Created by Jozua Marius Willem van der Poorten Schwarz
Pseudonyms include Maarten Maartens
"My book will have no artistic value."
-- the narrator warns the reader, adapting a "just the facts" tone
Published only two years after Arthur Conan Doyle introduced Sherlock Holmes, The Black-Box Murder (1889) is one of the first mystery private eye novels to be narrated in the first person. It takes place partly in England and partly in France, and is told by a MR. SPENCE (no first name given), a private detective who recounts how he solved a murder case while working for a "private inquiry office" in London ten years earlier.
In the story, a large black box (supposedly holding photographic apparatus), brought from England by a young woman, is opened for customs inspection in Paris, France and is discovered to actually contain an elderly woman's body. The detective, who had been assigned by his agency to go to France to keep an eye on a pair of young lovers who had run away from their respective parents, happens to witness the opening of the box and investigates the woman's murder.
In a departure from most of the other detective heroes who appeared in the wake of Holmes, Spence is a far from infallible sleuth and initially doggedly pursues the wrong suspects. He eventually unmasks the killer (though he winds up being captured by said killer and only survives by sheer good luck).
The story contains enough twists and turns to hold the reader's interest. But as noted, Spence just isn't a very smart detective. Anyone paying attention will soon suspect that the perpetrator Spence is tracing isn't the right one. The question of who did commit the murder stays relevant far beyond the midpoint of the story. But then there are not many suspects to chose from. A surprising twist at the end never comes up. But with humor, atmosphere, and short action scenes, the author shows how Spence arrives at the truth step by step. By that time the reader may well have guessed it. Then the question remains how Spence will prove he is right.
It was the first novel of Jozua Marius Willem van der Poorten Schwarz, although it was originally published anonymously (on the title page, it was listed as "By the Man Who Discovered the Murderer"). This wasn't due to Schawartz considering himself to be a literary writer and not wanting to be associated with a detective novel. It actually suited the contents of the book better -- by hiding his identity, the author suggests to the reader that we are dealing an account of a true crime.
The book was written in English and first published in hardcover in Britain in 1889 by Remington & Co. and reprinted in America the following year by the United States Book Company in a "cheap library" paperbound edition. Another American edition (probably pirated) was published (as by "Maarten Maartens") in 1895 as a twenty-five cent "cheap library" paperback edition by R. F. Fenno & Company (Lenox Series, No. 31). Today all of these editions are quite rare. No original copy of any of them is currently available on any of the major used book websites or eBay (although there are plenty of listings for those "print-on-demand" editions since the book is in the public domain - including one company in India which offers to bind your copy in leather).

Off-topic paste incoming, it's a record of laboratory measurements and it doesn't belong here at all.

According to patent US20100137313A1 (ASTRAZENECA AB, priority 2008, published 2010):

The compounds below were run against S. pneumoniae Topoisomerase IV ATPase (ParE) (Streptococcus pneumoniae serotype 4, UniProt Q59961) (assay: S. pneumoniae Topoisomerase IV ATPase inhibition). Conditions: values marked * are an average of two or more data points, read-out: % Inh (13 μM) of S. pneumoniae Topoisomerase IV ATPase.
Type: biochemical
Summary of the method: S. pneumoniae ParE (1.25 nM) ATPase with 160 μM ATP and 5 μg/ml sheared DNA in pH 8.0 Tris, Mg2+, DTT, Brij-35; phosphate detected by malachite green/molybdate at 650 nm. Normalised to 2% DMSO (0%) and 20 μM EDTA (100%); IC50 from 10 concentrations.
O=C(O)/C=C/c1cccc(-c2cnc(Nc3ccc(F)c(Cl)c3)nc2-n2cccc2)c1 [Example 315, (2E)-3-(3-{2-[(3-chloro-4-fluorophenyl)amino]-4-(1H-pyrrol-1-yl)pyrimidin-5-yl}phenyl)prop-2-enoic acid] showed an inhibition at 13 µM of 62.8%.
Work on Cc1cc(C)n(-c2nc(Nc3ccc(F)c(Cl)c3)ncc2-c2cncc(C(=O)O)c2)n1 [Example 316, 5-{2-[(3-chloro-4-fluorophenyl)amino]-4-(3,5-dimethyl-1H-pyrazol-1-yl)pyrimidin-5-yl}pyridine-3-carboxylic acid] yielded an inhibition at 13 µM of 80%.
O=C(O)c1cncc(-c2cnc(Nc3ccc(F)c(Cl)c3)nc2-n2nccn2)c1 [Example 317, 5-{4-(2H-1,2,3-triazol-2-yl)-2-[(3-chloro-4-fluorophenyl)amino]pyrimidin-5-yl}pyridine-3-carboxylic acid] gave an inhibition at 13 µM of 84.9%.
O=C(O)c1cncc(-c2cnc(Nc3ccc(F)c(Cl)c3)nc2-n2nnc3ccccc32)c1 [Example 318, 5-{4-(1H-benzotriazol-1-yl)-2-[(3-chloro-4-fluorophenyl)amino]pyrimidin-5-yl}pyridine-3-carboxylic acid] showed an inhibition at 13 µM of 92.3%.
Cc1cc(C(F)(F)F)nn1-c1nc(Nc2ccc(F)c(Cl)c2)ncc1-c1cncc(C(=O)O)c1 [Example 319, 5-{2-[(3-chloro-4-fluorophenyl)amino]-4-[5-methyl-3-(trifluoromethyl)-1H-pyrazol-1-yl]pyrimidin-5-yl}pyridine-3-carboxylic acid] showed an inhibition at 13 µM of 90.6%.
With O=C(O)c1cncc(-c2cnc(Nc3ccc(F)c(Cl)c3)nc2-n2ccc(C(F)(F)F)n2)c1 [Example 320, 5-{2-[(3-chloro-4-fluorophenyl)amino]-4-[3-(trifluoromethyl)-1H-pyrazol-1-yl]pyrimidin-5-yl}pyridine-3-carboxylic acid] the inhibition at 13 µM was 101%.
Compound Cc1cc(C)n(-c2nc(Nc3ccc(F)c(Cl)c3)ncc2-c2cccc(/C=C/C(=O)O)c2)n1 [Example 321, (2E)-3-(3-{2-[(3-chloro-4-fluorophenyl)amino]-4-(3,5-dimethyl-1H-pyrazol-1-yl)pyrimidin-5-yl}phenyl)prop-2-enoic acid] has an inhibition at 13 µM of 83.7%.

"Maarten Maartens" was the rather redundant pen name of the author, a Dutch-born author of novels, short stories, plays and poems, who had immigrated to England as a child, and wrote in English, his second language. He was quite well known around the turn of the century in both the UK and the US, with his books going through several reprints.
He had begun his literary career in the 1880s, publishing two collections of poems and two tragedies in verse as J.M.W. Schwartz. A friend suggested he should write prose as well, and the authortook the suggestion to heart. In 1889, he published two novels, both with Remington & Co. The first one was The Black Box Murder. The second was The Sin Of Joost Avelingh, set in the Netherlands and depicting Dutch society. The book was a bestseller and went through several editions, and was translated into German, Danish, Italian, French and Dutch. He went on to publish over a dozen more non-mystery novels, and four collections of short stories, all under the pen name of Maarten Maartens. He chose that name because it sounded very Dutch, and in fact most of the books were set in the Netherlands (although he was never particularly popular there). Among his literary pals were such British writers as Thomas Hardy, George Meredith, George Bernard Shaw, J.M. Barrie, Edmund Gosse and the publisher George Bentley.
Early Historical and Literary Influences on the Genre
Respectfully submitted by Mike Russell, with additional info by Kevin Burton Smith.
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